Externally provided workers and tripartite arrangements
Where contracts are in place between the claimant company and staff provider AND between staff provider and externally provided worker, this would be a contract to provide services and not subcontracting.

Where a firm has contracted for services, (i.e. employed external workers) there are further criteria to fulfil in order to be able to claim R&D relief on the expenditure. The tripartite arrangement test is one which often causes confusion, though is relatively straightforward in principle. The tripartite arrangement is based on an arrangement between the firm in question, the staff provider and the worker. Where a personal service company is inserted between the worker and staff provider, the costs in connection with this worker will not be eligible for R&D relief. There are further criteria to meet under tripartite agreements, and it can certainly be time-consuming on large projects to track externally provided workers to ensure they qualify under the scheme.

If qualifying, then, for unconnected staff providers, 65% of the expenditure paid to the staff provider for the supply of externally provided workers is potentially eligible to be treated as qualifying expenditure. As with subcontracted expenditure, the claimant company can jointly elect with the staff provider to be treated as connected.

In reality, contractual arrangements are often created with different clauses for external resources for different phases of a project, making the determination on whether a firm is subcontracting or using externally provided workers unclear, especially when considered alongside secondments, joint ventures and other common arrangements. In summary, therefore, establishing whether a company’s operations will qualify under the definition of R&D is only part of the issue.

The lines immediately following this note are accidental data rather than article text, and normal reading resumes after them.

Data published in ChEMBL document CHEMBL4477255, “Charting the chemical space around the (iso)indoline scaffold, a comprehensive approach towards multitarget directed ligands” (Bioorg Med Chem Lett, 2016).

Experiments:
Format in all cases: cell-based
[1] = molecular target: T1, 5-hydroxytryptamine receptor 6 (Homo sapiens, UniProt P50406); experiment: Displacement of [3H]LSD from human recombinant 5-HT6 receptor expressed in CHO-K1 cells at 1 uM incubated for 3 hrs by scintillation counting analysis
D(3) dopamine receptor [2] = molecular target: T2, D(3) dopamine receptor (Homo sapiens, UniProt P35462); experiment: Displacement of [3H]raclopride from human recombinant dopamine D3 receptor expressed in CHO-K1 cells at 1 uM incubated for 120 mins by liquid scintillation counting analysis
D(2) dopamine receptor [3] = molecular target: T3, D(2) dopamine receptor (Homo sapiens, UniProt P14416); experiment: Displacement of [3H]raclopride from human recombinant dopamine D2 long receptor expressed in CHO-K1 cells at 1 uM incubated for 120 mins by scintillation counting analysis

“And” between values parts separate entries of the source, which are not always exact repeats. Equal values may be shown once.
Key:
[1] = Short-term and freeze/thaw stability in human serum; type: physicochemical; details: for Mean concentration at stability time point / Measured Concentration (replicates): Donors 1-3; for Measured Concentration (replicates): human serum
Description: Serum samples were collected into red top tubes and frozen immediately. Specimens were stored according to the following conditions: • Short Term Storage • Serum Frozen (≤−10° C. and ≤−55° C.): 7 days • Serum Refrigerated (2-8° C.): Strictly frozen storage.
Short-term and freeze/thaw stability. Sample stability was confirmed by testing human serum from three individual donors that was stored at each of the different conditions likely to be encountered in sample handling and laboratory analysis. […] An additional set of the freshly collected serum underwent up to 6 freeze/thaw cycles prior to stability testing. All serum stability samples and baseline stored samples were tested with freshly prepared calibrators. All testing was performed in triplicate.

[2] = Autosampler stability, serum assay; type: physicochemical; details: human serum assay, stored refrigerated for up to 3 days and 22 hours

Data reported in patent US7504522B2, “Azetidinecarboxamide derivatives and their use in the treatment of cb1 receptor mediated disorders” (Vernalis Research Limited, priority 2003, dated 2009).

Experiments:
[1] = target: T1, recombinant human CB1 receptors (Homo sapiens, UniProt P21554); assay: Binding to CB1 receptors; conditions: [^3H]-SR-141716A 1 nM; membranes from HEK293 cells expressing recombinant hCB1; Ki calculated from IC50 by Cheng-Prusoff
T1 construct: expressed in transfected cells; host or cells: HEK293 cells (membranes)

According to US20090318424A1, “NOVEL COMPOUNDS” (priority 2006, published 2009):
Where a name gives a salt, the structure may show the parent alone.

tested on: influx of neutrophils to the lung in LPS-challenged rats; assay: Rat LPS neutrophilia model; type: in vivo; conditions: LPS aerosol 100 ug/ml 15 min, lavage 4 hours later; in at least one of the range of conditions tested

This blog has discussed the areas of subcontracting and external workers only. It is essential for companies who are involved in contracted R&D to review their position to ensure that they are capturing all qualifying payments made in order to maximise the R&D tax claim. In particular, given the recent HMRC guidance material update resulting in qualifying indirect activities being eligible for R&D relief, it is important to ensure that all companies involved have an understanding of R&D relief. In making a claim, it is also necessary to ensure that detailed documentation is in place to substantiate the claim. This can be difficult if tax is not considered at the outset or even during the project, but there is no doubt that in many cases the tax benefits will substantially outweigh these administrative costs in association with the documentation process and information gathering.

www.bournebc.com

Denise Montes is a senior consultant Bourne Business Consulting LLP, specialising in asset taxation and advising clients in the retail, real estate, pharmaceuticals and financial services sectors.